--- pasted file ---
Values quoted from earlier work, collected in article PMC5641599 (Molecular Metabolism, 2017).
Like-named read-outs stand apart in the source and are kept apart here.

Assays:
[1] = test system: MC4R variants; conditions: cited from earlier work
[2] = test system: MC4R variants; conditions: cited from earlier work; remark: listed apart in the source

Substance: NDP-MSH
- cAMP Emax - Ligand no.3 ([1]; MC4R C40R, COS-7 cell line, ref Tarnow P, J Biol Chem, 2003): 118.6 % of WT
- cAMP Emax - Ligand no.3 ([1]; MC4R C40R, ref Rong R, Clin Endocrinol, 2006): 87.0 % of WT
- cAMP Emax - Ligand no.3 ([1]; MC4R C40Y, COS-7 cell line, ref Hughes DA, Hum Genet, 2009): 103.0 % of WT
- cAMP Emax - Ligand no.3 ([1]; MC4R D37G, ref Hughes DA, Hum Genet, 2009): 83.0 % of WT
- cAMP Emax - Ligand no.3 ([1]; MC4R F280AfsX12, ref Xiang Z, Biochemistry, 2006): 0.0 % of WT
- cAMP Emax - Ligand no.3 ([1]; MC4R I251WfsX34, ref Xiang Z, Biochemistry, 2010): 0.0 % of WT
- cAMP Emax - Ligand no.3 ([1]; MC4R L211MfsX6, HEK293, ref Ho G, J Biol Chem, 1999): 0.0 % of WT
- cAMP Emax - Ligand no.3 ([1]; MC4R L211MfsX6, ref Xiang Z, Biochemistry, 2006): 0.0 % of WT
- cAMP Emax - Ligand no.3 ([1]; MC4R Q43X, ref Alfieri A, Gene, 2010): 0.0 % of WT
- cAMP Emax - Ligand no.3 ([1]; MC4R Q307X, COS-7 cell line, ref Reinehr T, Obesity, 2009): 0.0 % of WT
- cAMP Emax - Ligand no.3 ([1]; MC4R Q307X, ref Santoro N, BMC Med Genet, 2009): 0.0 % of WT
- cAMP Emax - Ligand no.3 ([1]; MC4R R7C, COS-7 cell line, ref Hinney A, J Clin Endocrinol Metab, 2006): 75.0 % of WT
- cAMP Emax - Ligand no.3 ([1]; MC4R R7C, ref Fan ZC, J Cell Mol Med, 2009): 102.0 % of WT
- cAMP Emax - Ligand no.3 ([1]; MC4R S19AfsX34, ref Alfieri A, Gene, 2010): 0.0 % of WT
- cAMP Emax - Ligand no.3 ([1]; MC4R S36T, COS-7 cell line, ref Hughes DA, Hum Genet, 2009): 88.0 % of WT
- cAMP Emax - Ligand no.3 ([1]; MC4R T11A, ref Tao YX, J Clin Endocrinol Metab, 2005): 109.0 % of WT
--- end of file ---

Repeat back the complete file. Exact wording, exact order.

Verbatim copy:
Values quoted from earlier work, collected in article PMC5641599 (Molecular Metabolism, 2017).
Like-named read-outs stand apart in the source and are kept apart here.

Assays:
[1] = test system: MC4R variants; conditions: cited from earlier work
[2] = test system: MC4R variants; conditions: cited from earlier work; remark: listed apart in the source

Substance: NDP-MSH
- cAMP Emax - Ligand no.3 ([1]; MC4R C40R, COS-7 cell line, ref Tarnow P, J Biol Chem, 2003): 118.6 % of WT
- cAMP Emax - Ligand no.3 ([1]; MC4R C40R, ref Rong R, Clin Endocrinol, 2006): 87.0 % of WT
- cAMP Emax - Ligand no.3 ([1]; MC4R C40Y, COS-7 cell line, ref Hughes DA, Hum Genet, 2009): 103.0 % of WT
- cAMP Emax - Ligand no.3 ([1]; MC4R D37G, ref Hughes DA, Hum Genet, 2009): 83.0 % of WT
- cAMP Emax - Ligand no.3 ([1]; MC4R F280AfsX12, ref Xiang Z, Biochemistry, 2006): 0.0 % of WT
- cAMP Emax - Ligand no.3 ([1]; MC4R I251WfsX34, ref Xiang Z, Biochemistry, 2010): 0.0 % of WT
- cAMP Emax - Ligand no.3 ([1]; MC4R L211MfsX6, HEK293, ref Ho G, J Biol Chem, 1999): 0.0 % of WT
- cAMP Emax - Ligand no.3 ([1]; MC4R L211MfsX6, ref Xiang Z, Biochemistry, 2006): 0.0 % of WT
- cAMP Emax - Ligand no.3 ([1]; MC4R Q43X, ref Alfieri A, Gene, 2010): 0.0 % of WT
- cAMP Emax - Ligand no.3 ([1]; MC4R Q307X, COS-7 cell line, ref Reinehr T, Obesity, 2009): 0.0 % of WT
- cAMP Emax - Ligand no.3 ([1]; MC4R Q307X, ref Santoro N, BMC Med Genet, 2009): 0.0 % of WT
- cAMP Emax - Ligand no.3 ([1]; MC4R R7C, COS-7 cell line, ref Hinney A, J Clin Endocrinol Metab, 2006): 75.0 % of WT
- cAMP Emax - Ligand no.3 ([1]; MC4R R7C, ref Fan ZC, J Cell Mol Med, 2009): 102.0 % of WT
- cAMP Emax - Ligand no.3 ([1]; MC4R S19AfsX34, ref Alfieri A, Gene, 2010): 0.0 % of WT
- cAMP Emax - Ligand no.3 ([1]; MC4R S36T, COS-7 cell line, ref Hughes DA, Hum Genet, 2009): 88.0 % of WT
- cAMP Emax - Ligand no.3 ([1]; MC4R T11A, ref Tao YX, J Clin Endocrinol Metab, 2005): 109.0 % of WT